At a previous Church I was writing young peoples (12-14yr old) Bible studies. The studies were on basics of Church doctrine with a topical one thrown in now and then.

    Yeah, I think that's about 2¢ worth ;)

    Pete
     
  11. Ben W

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    I bring the matter before God in Prayer, go to the bible and try to see what I feel God is leading me to. Sometimes it comes right away, sometimes it takes a few days.

    I would preach an expository type sermon yet I try not to keep it going for too long. Studies show that people retain in a lecture for about twenty minutes, with study props, a small amount more.
     
  12. swaimj

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    I recently preached eight weeks in a row on Sun AM at my church when the pastor got sick and was in the hospital. If I had known I would be preaching that long, I would have done a series. However, I was preaching on a week-by-week basis, not knowing when the pastor would be back. In that situation I tried to give the congregation a good mix from week to week. Here are the sermon titles and texts I used for those eight weeks:

    The Comfort of Christ's Return I Thess 4:13-18

    The Four Laws of Communication Eph. 4:15-32

    Mary's Song of Praise Luke 1:46-55

    Forgiven the Most Luke 7:36-50

    Saving the Best til Last John 2:1-11

    Choosing a Pastor I. Tim 3:1-7

    Obeying the Pastor Hebrews 13:7-17

    A Portrait of Faith Luke 8:40-56
     
  13. Daniel Dunivan

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    While I was pastoring I would throw it all in: congregational needs, series, through book, lectionary (very good around major holidays but I have used it at other times). Mixing it up is very important for a continued vigor both from me and the congregation. Since I am not pastoring now, I end up preaching at different churches (usually 3-4 different churches every month). In these instances, I do a couple of things: 1) preach lectionary, 2) find out what the pastor has been doing (if he's preaching a series I try to complement--not hijack), or 3) preach sermons that come to me (when you're not preaching every week, you get to missing it and sermons seem to come to you right and left). This week I'm preaching on "The Walk of Faith" based on the Lukan narrative of the enounter with Jesus on the road to Emmaus. It's one of those "it just came to me".

    Grace and Peace, Danny [​IMG]

    Grace and Peace, Danny

    Grace and
     
  14. baptistteacher

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    I like to use series, but do not feel bound to them. That is, if a need or something else arises, I will interrupt the series for a week or two for the "need of the moment", although it is amazing how often the "need of the moment" is also dealt with in the series already in progress. I guess the Holy Spirit can lead in advance! [​IMG]

    For an Old Testament survey series, use Heb. 11 as a starting point. Pick as many from this "Hall of Faith" as needed to cover the time span (how many lessons you will have). This also shows the connection between the testaments.
     
  15. christine

    christine
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    I am not a preacher, just curious. I saw a website last night, ww.sermon.com. Please tell me this is not where and how preachers get their sermons. :confused:
     
  16. TheOliveBranch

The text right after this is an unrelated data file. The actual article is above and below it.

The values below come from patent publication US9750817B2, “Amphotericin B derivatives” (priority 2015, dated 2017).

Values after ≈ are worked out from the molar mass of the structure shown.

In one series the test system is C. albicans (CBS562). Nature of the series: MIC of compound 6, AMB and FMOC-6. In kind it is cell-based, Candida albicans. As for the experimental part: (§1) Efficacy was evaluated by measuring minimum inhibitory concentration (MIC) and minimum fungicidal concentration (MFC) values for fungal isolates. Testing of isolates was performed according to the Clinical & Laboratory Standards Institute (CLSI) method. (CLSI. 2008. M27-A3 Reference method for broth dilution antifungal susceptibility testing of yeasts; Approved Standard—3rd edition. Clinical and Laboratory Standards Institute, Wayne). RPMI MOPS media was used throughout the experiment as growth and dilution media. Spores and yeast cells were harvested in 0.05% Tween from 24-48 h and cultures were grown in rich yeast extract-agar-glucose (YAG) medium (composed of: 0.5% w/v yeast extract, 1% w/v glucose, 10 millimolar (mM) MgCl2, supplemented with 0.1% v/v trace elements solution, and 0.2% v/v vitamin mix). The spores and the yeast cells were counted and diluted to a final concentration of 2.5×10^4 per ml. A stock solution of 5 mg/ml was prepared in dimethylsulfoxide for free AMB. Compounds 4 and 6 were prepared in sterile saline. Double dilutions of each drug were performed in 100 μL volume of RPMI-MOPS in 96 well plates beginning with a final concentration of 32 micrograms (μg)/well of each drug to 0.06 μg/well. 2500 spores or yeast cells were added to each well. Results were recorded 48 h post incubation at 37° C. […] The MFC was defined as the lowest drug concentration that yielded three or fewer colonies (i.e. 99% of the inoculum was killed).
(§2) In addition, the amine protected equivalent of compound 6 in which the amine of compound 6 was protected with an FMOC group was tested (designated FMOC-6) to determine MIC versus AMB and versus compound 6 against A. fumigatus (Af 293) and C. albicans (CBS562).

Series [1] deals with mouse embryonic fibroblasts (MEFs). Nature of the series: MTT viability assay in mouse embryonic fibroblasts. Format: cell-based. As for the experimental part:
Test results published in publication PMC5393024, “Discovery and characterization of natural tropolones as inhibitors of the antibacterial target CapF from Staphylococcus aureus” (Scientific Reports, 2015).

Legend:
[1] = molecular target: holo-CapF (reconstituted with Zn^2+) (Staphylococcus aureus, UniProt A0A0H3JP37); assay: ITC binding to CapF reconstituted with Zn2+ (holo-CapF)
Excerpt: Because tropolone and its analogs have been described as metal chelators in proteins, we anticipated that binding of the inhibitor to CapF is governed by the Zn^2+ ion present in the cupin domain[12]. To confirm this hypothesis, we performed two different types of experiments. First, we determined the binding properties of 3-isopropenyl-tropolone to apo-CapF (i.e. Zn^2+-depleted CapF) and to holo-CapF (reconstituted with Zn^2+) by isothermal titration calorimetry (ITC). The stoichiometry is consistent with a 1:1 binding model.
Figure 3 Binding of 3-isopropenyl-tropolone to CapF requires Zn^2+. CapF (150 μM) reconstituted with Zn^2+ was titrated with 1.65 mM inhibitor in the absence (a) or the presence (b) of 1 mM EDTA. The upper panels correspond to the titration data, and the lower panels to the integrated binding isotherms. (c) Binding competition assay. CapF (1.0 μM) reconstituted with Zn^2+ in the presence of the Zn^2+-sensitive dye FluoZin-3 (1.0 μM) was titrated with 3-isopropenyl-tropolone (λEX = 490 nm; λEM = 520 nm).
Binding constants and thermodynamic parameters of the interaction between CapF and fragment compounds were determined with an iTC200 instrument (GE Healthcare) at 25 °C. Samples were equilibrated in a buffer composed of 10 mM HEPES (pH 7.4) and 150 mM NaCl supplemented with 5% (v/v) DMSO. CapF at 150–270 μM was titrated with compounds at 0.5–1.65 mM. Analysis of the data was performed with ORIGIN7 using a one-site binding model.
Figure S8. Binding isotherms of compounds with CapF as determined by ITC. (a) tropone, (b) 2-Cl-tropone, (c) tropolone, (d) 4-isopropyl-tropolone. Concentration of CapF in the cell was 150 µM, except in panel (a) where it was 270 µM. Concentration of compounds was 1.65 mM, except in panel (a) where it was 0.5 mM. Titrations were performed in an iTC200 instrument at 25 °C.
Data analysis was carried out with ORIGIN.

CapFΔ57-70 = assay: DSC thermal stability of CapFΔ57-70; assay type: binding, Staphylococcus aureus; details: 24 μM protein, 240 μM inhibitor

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    Are you saying you use the same four readings?,never using any other? Or is the "lectionary" the topic of the day?

    Or is the "lectionary" what your denomination chooses for all of your type churches, and you have a choice of which topic you would use? This is how the Jehovah's Witnesses do it. Somebody at headquarters gives them the verses and topics, then they choose from the selection.
     
  17. NateT

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    I read in Jerry Vine's book on preaching the story of a young preacher who was bragging to the deacons that he wrote every sermon in the time it took to go from the parsonage to the church. The deacons got together and bought a parsonage on the other side of town!

    Sometimes I wonder what our pulpit supply pastors do. It is not really possible to go book by book on a pulpit supply format (i've done some pulpit supply and realize this is true). However, it is still possible to do exposition, only now its general and not book by book.
     
  18. Bible-boy

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    Expository preaching frees you from having to "pick" a text. You simply select a book of the Bible start at Chapter 1 and verse 1 and go. Each time that you preach you simply pick up where you left off and continue on until you have preached through the entire book. I have been told that members of First Baptist Dallas determine when they joined the church according to what book and passage that Dr. Criswell was preaching at the time! When you use expository preaching, book by book, you feed your congregation on the whole counsel of God.
     
  19. amen_corner

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    Bible Boy, the problem with that is that there are a lot of "blue moon" preachers out there...the staff guys that preach once in a blue moon. My take on the topic is this: all of the Bible is the Word of God. Therefore, wherever I turn in the Scripture I will find the Word of God. He speaks through every passage. So, for me, the best approach is to take any passage and treat it expositionally, and preach the theme of that text. So it doesn't matter if I turn to Leviticus or 1 John. What matters is that I let the text determine the message, and not the preacher!

    In fact, I have done a little experiment over the years when called upon the preach the occassional message. There is a temptation for blue moon guys to pick some obscure passage to prove to everyone that they can preach. So I usually ask someone to pick a number between 1 and 2. This refers to OT or NT. If they pick 1, then I ask them to pick a number between 1-40 (hoping they don't say 40!). If they say 7, then I ask God to give me a message out of Judges. So far, God's message to me and the church has been available in any passage that has been determined that way!

    With that said, this in no way limits the Holy Spirit and His ability to lead me to the place He desires in the Scriptures.